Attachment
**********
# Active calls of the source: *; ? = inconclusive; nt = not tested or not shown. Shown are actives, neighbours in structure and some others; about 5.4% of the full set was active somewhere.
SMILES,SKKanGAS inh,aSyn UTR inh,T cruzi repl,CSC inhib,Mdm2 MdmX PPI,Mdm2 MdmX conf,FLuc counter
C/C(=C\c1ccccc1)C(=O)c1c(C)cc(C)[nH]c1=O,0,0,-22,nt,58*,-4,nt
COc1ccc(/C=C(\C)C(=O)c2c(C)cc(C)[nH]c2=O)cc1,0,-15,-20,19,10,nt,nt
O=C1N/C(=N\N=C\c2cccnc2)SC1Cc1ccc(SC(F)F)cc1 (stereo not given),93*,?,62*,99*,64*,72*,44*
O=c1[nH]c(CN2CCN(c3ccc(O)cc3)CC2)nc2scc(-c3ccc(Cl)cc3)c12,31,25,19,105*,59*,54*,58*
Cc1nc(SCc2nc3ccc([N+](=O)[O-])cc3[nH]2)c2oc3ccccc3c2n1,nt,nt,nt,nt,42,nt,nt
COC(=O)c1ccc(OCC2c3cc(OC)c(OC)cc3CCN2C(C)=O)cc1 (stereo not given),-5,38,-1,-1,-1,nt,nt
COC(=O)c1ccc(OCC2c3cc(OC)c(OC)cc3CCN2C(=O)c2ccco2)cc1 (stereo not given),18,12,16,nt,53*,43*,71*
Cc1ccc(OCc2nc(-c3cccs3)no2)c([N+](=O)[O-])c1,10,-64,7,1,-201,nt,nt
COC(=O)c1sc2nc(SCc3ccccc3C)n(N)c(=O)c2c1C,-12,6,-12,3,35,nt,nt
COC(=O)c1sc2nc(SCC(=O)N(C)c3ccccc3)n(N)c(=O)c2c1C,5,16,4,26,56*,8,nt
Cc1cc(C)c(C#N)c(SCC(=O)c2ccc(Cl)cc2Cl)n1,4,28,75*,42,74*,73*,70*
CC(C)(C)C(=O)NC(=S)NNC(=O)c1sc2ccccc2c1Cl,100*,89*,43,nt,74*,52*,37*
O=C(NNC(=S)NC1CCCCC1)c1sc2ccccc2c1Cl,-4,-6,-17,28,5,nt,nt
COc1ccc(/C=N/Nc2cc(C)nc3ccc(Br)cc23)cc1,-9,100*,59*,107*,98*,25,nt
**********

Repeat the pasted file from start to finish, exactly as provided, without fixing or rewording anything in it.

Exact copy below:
# Active calls of the source: *; ? = inconclusive; nt = not tested or not shown. Shown are actives, neighbours in structure and some others; about 5.4% of the full set was active somewhere.
SMILES,SKKanGAS inh,aSyn UTR inh,T cruzi repl,CSC inhib,Mdm2 MdmX PPI,Mdm2 MdmX conf,FLuc counter
C/C(=C\c1ccccc1)C(=O)c1c(C)cc(C)[nH]c1=O,0,0,-22,nt,58*,-4,nt
COc1ccc(/C=C(\C)C(=O)c2c(C)cc(C)[nH]c2=O)cc1,0,-15,-20,19,10,nt,nt
O=C1N/C(=N\N=C\c2cccnc2)SC1Cc1ccc(SC(F)F)cc1 (stereo not given),93*,?,62*,99*,64*,72*,44*
O=c1[nH]c(CN2CCN(c3ccc(O)cc3)CC2)nc2scc(-c3ccc(Cl)cc3)c12,31,25,19,105*,59*,54*,58*
Cc1nc(SCc2nc3ccc([N+](=O)[O-])cc3[nH]2)c2oc3ccccc3c2n1,nt,nt,nt,nt,42,nt,nt
COC(=O)c1ccc(OCC2c3cc(OC)c(OC)cc3CCN2C(C)=O)cc1 (stereo not given),-5,38,-1,-1,-1,nt,nt
COC(=O)c1ccc(OCC2c3cc(OC)c(OC)cc3CCN2C(=O)c2ccco2)cc1 (stereo not given),18,12,16,nt,53*,43*,71*
Cc1ccc(OCc2nc(-c3cccs3)no2)c([N+](=O)[O-])c1,10,-64,7,1,-201,nt,nt
COC(=O)c1sc2nc(SCc3ccccc3C)n(N)c(=O)c2c1C,-12,6,-12,3,35,nt,nt
COC(=O)c1sc2nc(SCC(=O)N(C)c3ccccc3)n(N)c(=O)c2c1C,5,16,4,26,56*,8,nt
Cc1cc(C)c(C#N)c(SCC(=O)c2ccc(Cl)cc2Cl)n1,4,28,75*,42,74*,73*,70*
CC(C)(C)C(=O)NC(=S)NNC(=O)c1sc2ccccc2c1Cl,100*,89*,43,nt,74*,52*,37*
O=C(NNC(=S)NC1CCCCC1)c1sc2ccccc2c1Cl,-4,-6,-17,28,5,nt,nt
COc1ccc(/C=N/Nc2cc(C)nc3ccc(Br)cc23)cc1,-9,100*,59*,107*,98*,25,nt